Gender: male
Age: 35 to 45
Vocal range top: F4
Vocal range bottom: Bb2
The leader of the police. He is Groucho Marx-esque and uncomfortably clumsy. Though their duty to protect is clear, the Sergeant and his police are more accustomed to fear and hide.
Gender: male
Age: 35 to 45
Vocal range top: E4
Vocal range bottom: G2
Daughters, Pirates, Policemen
Full Song List
The Pirates of Penzance: Pour, O Pour The Pirate Sherry
The Pirates of Penzance: When Frederic Was A Little Lad
The Pirates of Penzance: Oh, Better Far To Live And Die
The Pirates of Penzance: Oh, False One, You Have Deceived Me
The Pirates of Penzance: Climbing Over Rocky Mountain
The Pirates of Penzance: Stop, Ladies, Pray!
The Pirates of Penzance: Oh, Is There Not One Maiden Breast?
The Pirates of Penzance: Poor Wandering One
The Pirates of Penzance: What Ought We To Do?
The Pirates of Penzance: How Beautifully Blue The Sky
The Pirates of Penzance: Stay, We Must Not Lose Our Senses
The Pirates of Penzance: Hold Monsters
The Pirates of Penzance: I Am The Very Model Of A Modern Major-General
The Pirates of Penzance: Oh, Men Of Dark And Dismal Fate
The Pirates of Penzance: Oh, Dry The Glistening Tear
The Pirates of Penzance: Then, Frederic, Let Your Escort Lion-Hearted
The Pirates of Penzance: When The Foeman Bares His Steel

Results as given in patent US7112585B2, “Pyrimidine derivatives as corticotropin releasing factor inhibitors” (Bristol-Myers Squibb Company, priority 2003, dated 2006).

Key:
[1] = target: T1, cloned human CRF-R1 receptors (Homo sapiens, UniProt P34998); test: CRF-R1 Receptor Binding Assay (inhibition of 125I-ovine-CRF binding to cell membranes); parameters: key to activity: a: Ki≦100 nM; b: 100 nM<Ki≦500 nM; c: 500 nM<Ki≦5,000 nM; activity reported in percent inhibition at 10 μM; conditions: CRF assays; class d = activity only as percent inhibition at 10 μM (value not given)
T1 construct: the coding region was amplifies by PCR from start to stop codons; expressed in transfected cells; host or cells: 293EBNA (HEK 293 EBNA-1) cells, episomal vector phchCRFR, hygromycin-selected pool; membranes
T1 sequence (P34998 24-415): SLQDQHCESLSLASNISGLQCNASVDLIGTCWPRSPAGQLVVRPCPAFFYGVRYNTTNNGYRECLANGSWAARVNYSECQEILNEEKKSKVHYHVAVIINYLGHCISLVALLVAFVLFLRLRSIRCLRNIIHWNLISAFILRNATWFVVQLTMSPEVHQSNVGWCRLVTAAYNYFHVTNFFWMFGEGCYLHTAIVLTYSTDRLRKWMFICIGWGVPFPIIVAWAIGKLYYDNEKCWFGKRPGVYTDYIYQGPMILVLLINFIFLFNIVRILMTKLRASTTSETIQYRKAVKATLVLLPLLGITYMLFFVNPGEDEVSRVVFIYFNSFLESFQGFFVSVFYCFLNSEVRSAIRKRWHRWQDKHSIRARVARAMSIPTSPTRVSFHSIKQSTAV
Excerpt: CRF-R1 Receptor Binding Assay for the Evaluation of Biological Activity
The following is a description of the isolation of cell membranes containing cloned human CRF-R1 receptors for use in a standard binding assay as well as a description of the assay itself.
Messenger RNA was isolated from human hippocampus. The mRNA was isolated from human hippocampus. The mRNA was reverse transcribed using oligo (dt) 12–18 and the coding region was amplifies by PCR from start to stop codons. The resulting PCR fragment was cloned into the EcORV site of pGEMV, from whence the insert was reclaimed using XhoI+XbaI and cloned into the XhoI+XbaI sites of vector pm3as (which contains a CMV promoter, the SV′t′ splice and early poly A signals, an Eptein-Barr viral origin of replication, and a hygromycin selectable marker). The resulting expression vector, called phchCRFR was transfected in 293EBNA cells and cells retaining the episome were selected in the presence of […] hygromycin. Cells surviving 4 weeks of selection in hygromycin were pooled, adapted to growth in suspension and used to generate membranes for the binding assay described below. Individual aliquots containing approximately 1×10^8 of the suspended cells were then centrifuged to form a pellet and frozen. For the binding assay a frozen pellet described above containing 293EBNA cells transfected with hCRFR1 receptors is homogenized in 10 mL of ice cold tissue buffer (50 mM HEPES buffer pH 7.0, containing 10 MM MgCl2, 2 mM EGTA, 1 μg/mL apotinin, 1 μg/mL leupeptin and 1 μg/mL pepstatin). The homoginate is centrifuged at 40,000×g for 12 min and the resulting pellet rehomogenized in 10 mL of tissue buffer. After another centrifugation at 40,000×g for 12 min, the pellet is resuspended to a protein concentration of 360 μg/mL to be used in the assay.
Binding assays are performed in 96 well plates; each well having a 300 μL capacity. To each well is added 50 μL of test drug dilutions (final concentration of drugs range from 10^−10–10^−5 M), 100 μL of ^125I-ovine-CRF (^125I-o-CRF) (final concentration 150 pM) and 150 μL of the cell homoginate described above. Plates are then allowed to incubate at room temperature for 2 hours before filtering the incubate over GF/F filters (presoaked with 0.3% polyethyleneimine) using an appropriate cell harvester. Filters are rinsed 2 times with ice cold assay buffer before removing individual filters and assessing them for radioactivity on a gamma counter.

The Pirates of Penzance: Now For The Pirates' Lair!
The Pirates of Penzance: When You Had Left Our Pirate Fold
The Pirates of Penzance: My Eyes Are Fully Open
The Pirates of Penzance: Away, Away! My Heart's On Fire!
The Pirates of Penzance: All Is Prepared
The Pirates of Penzance: Stay, Frederick, Stay!
The Pirates of Penzance: Sorry Her Lot
The Pirates of Penzance: No, I Am Brave!
The Pirates of Penzance: When A Felon's Not Engaged In His Employment
The Pirates of Penzance: A Rollicking Band Of Pirates We
The Pirates of Penzance: With Cat-Like Tread, Upon Our Prey We Steal
The Pirates of Penzance: Hush, Hush! Not A Word
The Pirates of Penzance: Sighing Softly To The River
The Pirates of Penzance: Finale

Show History


While their previous hit H.M.S. Pinafore was running strongly at the Opera Comique in London, Gilbert was eager to get started on his and Sullivan's next opera, and he began working on the libretto in December 1878. He re-used several elements of their previous works including a one-act piece from 1870, Our Island Home, which had introduced a pirate "chief", Captain Bang, as well as an idea they had first considered for a one-act opera parody in 1876. Playwright Bernard Shaw also believed that Gilbert drew on ideas in Les Brigands for his new libretto, including the businesslike bandits and the bumbling police. Then with the libretto and score sketched out, Gilbert and Sullivan tailored their opera to the particular abilities of the performers they were using.